October 2, 2018
I often see claims in the media—from veterinarians as well as lay people—that canine and feline cancer rates are rising, and we are experiencing an “epidemic.” Usually, this is a prelude to further claims about the causes of this so-called epidemic. Finally, a solution is typically offered, involving either eschewing the purported causes of cancer or employing a diet, supplement, “detox” program, or some other product or method recommended (and sold) by whomever is making the claims.
One recent example of this phenomenon is the video series called “The Truth About PET Cancer,”1 which includes many statements such as these:
In this video series, the cause most often cited for the supposed epidemic is commercial pet food, though vaccines, parasite preventatives, environmental toxins, and many other purported carcinogens also are mentioned. The proposed solutions mostly involve feeding dogs and cats raw, homemade, and ketogenic diets, though avoiding the “toxins” mentioned above is also recommended, as is the use of herbs, acupuncture, essential oils, energy medicine, and many other alternative treatments.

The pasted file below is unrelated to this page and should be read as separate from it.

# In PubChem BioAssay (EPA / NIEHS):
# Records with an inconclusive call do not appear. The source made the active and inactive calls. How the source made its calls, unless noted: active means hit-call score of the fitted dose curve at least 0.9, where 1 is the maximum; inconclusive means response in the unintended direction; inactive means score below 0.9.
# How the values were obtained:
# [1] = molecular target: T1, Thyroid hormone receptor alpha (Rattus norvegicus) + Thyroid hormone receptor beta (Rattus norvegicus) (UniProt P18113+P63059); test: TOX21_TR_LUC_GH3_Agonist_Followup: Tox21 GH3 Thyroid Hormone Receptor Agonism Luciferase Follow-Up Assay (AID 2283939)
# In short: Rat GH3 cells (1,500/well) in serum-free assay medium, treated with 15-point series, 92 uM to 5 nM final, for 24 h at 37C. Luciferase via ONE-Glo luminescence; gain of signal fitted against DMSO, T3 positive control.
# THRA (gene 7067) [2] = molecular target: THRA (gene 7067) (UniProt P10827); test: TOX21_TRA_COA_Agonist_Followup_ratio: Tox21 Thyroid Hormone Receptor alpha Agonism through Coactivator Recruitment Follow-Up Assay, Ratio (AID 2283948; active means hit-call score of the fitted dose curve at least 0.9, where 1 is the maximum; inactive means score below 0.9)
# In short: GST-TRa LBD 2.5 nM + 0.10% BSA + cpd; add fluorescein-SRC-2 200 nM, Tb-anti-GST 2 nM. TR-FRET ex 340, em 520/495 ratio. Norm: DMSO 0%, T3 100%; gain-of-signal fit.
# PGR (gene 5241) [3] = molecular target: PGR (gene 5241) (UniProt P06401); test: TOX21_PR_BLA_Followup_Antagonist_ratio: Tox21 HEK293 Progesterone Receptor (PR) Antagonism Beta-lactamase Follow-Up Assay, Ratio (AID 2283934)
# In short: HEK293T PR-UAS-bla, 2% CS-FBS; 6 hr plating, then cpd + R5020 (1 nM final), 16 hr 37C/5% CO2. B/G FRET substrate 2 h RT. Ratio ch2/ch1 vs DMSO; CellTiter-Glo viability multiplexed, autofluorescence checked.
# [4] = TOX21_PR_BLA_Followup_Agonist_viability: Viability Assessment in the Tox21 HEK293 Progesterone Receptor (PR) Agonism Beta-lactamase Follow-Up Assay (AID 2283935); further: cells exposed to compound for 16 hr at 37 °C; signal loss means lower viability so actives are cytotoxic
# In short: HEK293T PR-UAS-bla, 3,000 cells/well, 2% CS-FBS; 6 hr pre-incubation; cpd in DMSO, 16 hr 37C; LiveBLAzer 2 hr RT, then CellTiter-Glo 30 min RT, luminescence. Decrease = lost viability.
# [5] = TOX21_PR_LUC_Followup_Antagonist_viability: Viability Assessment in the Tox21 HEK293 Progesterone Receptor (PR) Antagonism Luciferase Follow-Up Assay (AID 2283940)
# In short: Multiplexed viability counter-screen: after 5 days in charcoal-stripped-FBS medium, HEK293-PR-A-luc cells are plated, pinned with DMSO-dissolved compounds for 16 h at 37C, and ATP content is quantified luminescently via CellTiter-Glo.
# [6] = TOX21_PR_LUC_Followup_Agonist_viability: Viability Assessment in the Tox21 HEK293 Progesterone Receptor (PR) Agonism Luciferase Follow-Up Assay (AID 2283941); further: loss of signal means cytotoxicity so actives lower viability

So is there any evidence behind claims that cancer is becoming more common and affecting younger animals than in the past? There are plenty of personal experiences and anecdotes offered to support this idea, but it has long been clear that our subjective impressions and clinical experience are terribly inaccurate when it comes to assessing incidence or prevalence.2-4
In human medicine, there is pretty good epidemiologic surveillance of cancer. Cancer is a reportable disease, and long-term data have been collected on the occurrence of many kinds of neoplasia. These data show that while cancer is certainly a major cause of morbidity and mortality, the claim cancer rates are rising across the board in humans is clearly wrong.